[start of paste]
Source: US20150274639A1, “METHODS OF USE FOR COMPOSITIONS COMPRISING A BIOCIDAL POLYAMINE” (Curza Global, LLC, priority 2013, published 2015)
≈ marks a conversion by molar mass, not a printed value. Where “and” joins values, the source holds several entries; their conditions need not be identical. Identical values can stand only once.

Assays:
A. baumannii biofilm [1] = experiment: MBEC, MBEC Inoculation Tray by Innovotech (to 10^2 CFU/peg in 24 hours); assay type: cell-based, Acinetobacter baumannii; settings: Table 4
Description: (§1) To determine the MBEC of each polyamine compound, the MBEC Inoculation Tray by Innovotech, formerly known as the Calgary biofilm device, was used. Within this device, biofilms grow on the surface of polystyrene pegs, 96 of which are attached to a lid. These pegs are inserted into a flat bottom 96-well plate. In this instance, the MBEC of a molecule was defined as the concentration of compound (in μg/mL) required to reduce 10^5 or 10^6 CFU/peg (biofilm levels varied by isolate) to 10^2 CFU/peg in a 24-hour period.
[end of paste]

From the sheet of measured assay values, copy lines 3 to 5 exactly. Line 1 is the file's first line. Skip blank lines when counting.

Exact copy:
Assays:
A. baumannii biofilm [1] = experiment: MBEC, MBEC Inoculation Tray by Innovotech (to 10^2 CFU/peg in 24 hours); assay type: cell-based, Acinetobacter baumannii; settings: Table 4
Description: (§1) To determine the MBEC of each polyamine compound, the MBEC Inoculation Tray by Innovotech, formerly known as the Calgary biofilm device, was used. Within this device, biofilms grow on the surface of polystyrene pegs, 96 of which are attached to a lid. These pegs are inserted into a flat bottom 96-well plate. In this instance, the MBEC of a molecule was defined as the concentration of compound (in μg/mL) required to reduce 10^5 or 10^6 CFU/peg (biofilm levels varied by isolate) to 10^2 CFU/peg in a 24-hour period.